- to have a harshly unpleasant or perturbing effect on one's nerves, feelings, thoughts, etc.: The sound of the alarm jarred.
- to produce a harsh, grating sound; sound discordantly.
- to vibrate audibly; rattle: The window jarred in the frame.
- to vibrate or shake.
- to conflict, clash, or disagree.
- to cause to rattle or shake.
- to have a sudden and unpleasant effect upon (the feelings, nerves, etc.): The burglary violently jarred their sense of security.
- to cause to sound harshly or discordantly.
- a jolt or shake; a vibrating movement, as from concussion.
- a sudden unpleasant effect upon the mind or feelings; shock.
- a harsh, grating sound.
- a discordant sound or combination of sounds.
- a quarrel or disagreement, especially a minor one.
Origin of jar2
Examples from the Web for jarringly
The artificiality of the TV show, when paired with the growing intimacy between the cast members, was often jarringly surreal.The Surreal Genius of Bravo’s Rich Kids Docudrama ‘NYC Prep’
April 23, 2014
They sign off—jarringly, with a forced smile, reminiscent of his December 2000 concession speech: “Hope to see you soon.”Behind the Gores' Shocking Split
June 2, 2010
Silverman's big break came with a cameo in 2005's The Aristocrats, when she told a jarringly bawdy version of the famous joke.Sarah Silverman on Getting Old and Having Kids
April 19, 2010
Jarringly, both Drew and Jill seemed complicit with the producers rather than with us, the patients.Is Dr. Drew a Phony?
December 17, 2009
Yet so convincingly does Sidibe play the part that meeting the actress for the first time is jarringly surreal.The Powerful Force at the Center of Precious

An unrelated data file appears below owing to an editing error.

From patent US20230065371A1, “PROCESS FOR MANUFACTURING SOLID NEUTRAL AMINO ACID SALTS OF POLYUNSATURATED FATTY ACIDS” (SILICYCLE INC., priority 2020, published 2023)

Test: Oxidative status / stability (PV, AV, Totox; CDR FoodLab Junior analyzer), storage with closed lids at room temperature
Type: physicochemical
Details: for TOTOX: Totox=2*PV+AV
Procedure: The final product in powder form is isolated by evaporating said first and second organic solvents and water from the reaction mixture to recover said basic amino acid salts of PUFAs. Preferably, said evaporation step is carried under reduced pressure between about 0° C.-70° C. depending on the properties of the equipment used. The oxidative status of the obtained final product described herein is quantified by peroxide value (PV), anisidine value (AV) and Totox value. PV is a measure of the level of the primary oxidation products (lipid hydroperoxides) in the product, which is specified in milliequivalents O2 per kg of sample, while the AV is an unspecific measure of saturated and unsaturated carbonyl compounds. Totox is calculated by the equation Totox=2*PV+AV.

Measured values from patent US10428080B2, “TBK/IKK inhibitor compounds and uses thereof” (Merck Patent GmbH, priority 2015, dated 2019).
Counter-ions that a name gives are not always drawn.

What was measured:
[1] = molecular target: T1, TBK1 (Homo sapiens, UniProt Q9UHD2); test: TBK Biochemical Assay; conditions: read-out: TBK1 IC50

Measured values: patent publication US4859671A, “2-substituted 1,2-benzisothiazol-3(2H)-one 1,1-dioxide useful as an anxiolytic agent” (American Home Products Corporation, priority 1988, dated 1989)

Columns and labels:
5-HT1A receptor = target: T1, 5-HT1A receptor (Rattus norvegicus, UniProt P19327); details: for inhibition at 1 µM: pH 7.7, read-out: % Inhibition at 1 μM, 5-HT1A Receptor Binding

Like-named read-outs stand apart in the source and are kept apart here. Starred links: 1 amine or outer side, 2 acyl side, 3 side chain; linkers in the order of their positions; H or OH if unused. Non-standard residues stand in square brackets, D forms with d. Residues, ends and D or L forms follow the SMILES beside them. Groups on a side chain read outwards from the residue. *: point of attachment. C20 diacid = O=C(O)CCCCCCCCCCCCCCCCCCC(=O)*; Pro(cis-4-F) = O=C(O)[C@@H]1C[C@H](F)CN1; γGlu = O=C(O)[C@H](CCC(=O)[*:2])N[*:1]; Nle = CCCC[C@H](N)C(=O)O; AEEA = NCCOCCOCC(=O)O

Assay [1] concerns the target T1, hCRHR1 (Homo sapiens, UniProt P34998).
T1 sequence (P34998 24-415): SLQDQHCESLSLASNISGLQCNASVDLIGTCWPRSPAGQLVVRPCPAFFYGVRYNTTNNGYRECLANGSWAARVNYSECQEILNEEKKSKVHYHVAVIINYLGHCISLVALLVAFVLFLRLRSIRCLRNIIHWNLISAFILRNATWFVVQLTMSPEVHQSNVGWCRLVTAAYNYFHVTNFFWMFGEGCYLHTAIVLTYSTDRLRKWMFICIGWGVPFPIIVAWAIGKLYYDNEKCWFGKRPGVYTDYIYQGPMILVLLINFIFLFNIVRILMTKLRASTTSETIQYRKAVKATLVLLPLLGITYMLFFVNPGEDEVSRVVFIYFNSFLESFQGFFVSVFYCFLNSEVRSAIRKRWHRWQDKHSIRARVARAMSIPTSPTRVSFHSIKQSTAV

November 2, 2009
Still they played, jarringly, for that was their untutored wont.Meadow Grass
His voice, high-pitched and jarringly loud for the occasion, suddenly broke off.Mother
But at Orange their sparkle vanished, and they were jarringly out of place.The Christmas Kalends of Provence
Thomas A. Janvier
A press on the release pedal, the top flew up—too jarringly, if you did not keep hold of the bar with one hand.Working With the Working Woman
Cornelia Stratton Parker
The drill sergeant rapped out a jarringly emphatic accent against a tree with her staff.The Camp Fire Girls Do Their Bit
Hildegard G. Frey
- a wide-mouthed container that is usually cylindrical, made of glass or earthenware, and without handles
- Also: jarful the contents or quantity contained in a jar
- British informal a glass of alcoholic drink, esp beerto have a jar with someone
- obsolete a measure of electrical capacitance
- to vibrate or cause to vibrate
- to make or cause to make a harsh discordant sound
- (often foll by on) to have a disturbing or painful effect (on the nerves, mind, etc)
- (intr) to disagree; clash
- a jolt or shock
- a harsh discordant sound
- on a jar or on the jar (of a door) slightly open; ajar
Word Origin and History for jarringly
1520s, "to make a harsh, grating sound," usually said to be echoic or imitative, but no one explains how, or of what. Figurative sense of "have an unpleasant effect on" is from 1530s; that of "cause to vibrate or shake" is from 1560s. Related: Jarred; jarring.
"cylindrical vessel," early 15c., possibly from Middle French jarre "liquid measure" (smaller than a barrel), 12c., from Provençal jarra, from Arabic jarrah "earthen water vessel" (whence also Spanish jarra, Italian giarra) [Klein].